Member's Blog > Looking for Love is like looking for a new home...

Looking for Love is like looking for a new home...

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1 year ago

My last home took almost two years of serious looking to find.  The work online and with actual viewings was a big part of my day. I finally walked into my new home and knew there was that something that resonated with me.  I quietly looked around and ask the Realtor to stop talking and let me concentrate.  


With  the above being said I should be putting the same amount of effort into finding a nice guy.  One that gets me and I get him.  I already support family and friends financially so with that being said I don't need to be someone else's ATM.

Cruel maybe but I think that if you have made your own way in this world the last thing is to have someone who comes to the table without his own play money. 

Continue to window shop but don't waste the salesperson's time if you are looking for something free.

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1 year ago
I agree 100% with you!
The problem is that this site charges higher than others for you to be in it because they state they verify people’s ID and they actually don’t.
90% of the profiles I checked, neither pictures or email addressed were verified.

If they don’t make the effort of doing that forget finding proof that, as you say, they currently are succeeding at supporting themselves and have planned ahead for their retirement years.
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It feels not "nice" to think about finances in dating, but I share your concerns about some of this.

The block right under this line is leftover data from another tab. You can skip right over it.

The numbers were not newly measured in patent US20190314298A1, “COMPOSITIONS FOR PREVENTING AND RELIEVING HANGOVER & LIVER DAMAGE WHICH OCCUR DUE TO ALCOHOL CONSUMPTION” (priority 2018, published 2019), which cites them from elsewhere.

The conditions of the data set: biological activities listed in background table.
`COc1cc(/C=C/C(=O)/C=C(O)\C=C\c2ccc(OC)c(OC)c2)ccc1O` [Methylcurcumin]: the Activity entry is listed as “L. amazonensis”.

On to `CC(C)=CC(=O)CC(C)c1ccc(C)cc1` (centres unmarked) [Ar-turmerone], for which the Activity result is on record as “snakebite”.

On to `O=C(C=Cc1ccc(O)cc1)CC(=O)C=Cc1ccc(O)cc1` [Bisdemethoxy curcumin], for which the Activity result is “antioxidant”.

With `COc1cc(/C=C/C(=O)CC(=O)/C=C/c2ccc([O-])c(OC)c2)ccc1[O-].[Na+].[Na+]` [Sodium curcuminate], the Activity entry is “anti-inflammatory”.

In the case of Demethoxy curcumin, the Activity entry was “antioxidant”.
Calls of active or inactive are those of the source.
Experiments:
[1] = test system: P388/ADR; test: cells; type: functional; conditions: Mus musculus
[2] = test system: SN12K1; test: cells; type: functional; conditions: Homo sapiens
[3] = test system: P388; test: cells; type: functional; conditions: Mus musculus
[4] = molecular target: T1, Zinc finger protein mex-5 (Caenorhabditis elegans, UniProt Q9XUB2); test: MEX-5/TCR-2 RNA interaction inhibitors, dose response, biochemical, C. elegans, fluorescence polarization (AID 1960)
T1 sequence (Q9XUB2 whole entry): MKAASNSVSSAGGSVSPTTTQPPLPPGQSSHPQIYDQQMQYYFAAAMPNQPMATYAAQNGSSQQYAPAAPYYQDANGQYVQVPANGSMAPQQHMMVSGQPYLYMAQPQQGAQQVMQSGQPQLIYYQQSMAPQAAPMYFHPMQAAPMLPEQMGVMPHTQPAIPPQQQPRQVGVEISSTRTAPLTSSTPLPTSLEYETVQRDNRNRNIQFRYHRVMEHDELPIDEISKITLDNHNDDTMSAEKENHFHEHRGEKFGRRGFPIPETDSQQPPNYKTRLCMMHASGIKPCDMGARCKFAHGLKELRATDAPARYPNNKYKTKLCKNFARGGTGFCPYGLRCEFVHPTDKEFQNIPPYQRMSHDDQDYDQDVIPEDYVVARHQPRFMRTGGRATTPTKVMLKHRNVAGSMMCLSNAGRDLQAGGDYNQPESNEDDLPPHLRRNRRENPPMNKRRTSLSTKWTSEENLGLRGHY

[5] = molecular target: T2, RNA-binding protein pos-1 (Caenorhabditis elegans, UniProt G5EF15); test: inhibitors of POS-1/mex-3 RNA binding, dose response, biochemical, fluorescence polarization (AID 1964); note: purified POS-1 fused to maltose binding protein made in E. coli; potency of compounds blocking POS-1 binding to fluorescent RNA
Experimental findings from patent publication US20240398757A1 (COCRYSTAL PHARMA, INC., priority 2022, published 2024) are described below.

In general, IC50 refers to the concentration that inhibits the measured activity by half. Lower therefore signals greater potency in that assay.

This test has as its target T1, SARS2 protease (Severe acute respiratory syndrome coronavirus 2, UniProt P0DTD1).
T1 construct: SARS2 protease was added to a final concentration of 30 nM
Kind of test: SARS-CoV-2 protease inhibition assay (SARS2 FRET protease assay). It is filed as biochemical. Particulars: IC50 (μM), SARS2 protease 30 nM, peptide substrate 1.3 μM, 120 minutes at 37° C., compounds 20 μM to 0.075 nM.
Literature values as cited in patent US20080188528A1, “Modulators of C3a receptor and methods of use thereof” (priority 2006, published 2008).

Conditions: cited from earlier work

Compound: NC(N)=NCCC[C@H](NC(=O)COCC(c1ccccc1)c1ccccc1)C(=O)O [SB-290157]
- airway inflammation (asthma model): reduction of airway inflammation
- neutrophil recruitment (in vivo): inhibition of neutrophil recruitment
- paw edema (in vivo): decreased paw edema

There are two issues to me. First, can the (potential) spouse pay for their current living expenses? Second, do they have enough savings/pension/children able to help/etc. to live comfortably into retirement and old age?  There are a lot of nice, hardworking people who are succeeding at #1 but are behind for their age on getting to #2. Some people haven't even given much thought to what they might need to have saved for retirement. A big problem is that if you only date people with a comfortable retirement nest egg, you're eliminating most of the dating pool, possibly including your "soul mate," whatever that means to you. Of course, some people have enough wealth that they can easily pay for themselves and a spouse with no problem, so they can do whatever they want.


So how much "play money" is enough? A good independent or assisted living place costs roughly $6,000 per month where I live, probably more in some cities. That's $72K per year. Let's say $80K including some expenses, and let Social Security and Medicare pay for anything more than that. A common rule of thumb is that if you should spend no more than 5% of your net worth each year on living expenses to avoid running out. So to be sure of paying $80K per year no matter how long you live, you would have to have $1.6 million. If you can't reach a number like that by, say, age 70, then you run some long-term financial risks.


At the other end of the spectrum, I am a volunteer for elderly people who have various disabilities and no money. I admire their attitudes but it's a rough life.